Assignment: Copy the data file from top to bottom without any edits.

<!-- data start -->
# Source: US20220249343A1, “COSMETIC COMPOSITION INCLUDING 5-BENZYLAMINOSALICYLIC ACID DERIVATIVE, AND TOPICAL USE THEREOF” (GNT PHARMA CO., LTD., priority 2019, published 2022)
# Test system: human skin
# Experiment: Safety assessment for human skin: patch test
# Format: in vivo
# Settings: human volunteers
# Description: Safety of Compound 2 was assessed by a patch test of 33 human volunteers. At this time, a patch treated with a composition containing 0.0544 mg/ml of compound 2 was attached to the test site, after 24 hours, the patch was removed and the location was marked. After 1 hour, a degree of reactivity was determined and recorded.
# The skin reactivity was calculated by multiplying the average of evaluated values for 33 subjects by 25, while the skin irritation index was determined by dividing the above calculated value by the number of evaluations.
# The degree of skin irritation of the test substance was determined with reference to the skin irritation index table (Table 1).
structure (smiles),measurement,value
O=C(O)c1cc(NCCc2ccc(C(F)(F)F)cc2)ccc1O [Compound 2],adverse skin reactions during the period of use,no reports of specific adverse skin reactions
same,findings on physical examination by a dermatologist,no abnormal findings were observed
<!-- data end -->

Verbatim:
# Source: US20220249343A1, “COSMETIC COMPOSITION INCLUDING 5-BENZYLAMINOSALICYLIC ACID DERIVATIVE, AND TOPICAL USE THEREOF” (GNT PHARMA CO., LTD., priority 2019, published 2022)
# Test system: human skin
# Experiment: Safety assessment for human skin: patch test
# Format: in vivo
# Settings: human volunteers
# Description: Safety of Compound 2 was assessed by a patch test of 33 human volunteers. At this time, a patch treated with a composition containing 0.0544 mg/ml of compound 2 was attached to the test site, after 24 hours, the patch was removed and the location was marked. After 1 hour, a degree of reactivity was determined and recorded.
# The skin reactivity was calculated by multiplying the average of evaluated values for 33 subjects by 25, while the skin irritation index was determined by dividing the above calculated value by the number of evaluations.
# The degree of skin irritation of the test substance was determined with reference to the skin irritation index table (Table 1).
structure (smiles),measurement,value
O=C(O)c1cc(NCCc2ccc(C(F)(F)F)cc2)ccc1O [Compound 2],adverse skin reactions during the period of use,no reports of specific adverse skin reactions
same,findings on physical examination by a dermatologist,no abnormal findings were observed